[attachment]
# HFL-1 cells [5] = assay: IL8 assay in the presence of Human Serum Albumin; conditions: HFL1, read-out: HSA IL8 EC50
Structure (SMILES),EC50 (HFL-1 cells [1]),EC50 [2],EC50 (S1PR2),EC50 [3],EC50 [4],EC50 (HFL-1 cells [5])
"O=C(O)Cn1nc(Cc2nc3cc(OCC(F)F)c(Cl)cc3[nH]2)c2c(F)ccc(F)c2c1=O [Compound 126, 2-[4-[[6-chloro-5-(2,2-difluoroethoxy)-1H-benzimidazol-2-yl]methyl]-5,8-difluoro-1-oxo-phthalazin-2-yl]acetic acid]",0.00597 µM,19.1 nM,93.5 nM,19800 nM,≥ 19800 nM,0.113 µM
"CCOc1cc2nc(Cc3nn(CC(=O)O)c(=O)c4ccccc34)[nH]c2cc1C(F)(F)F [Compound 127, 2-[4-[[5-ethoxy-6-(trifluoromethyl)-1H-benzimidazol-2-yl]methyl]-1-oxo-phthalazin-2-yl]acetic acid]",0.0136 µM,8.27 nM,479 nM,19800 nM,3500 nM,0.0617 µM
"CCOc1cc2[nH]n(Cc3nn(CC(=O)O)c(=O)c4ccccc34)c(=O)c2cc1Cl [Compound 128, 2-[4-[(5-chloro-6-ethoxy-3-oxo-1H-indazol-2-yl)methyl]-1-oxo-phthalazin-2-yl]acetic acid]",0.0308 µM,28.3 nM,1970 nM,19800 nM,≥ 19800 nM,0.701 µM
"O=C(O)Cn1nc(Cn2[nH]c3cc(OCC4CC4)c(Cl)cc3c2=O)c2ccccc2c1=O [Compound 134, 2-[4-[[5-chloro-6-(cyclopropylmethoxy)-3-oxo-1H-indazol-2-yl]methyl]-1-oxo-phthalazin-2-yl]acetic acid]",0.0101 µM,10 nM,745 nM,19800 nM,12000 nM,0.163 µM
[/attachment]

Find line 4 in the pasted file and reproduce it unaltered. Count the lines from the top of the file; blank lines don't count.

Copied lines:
"CCOc1cc2nc(Cc3nn(CC(=O)O)c(=O)c4ccccc34)[nH]c2cc1C(F)(F)F [Compound 127, 2-[4-[[5-ethoxy-6-(trifluoromethyl)-1H-benzimidazol-2-yl]methyl]-1-oxo-phthalazin-2-yl]acetic acid]",0.0136 µM,8.27 nM,479 nM,19800 nM,3500 nM,0.0617 µM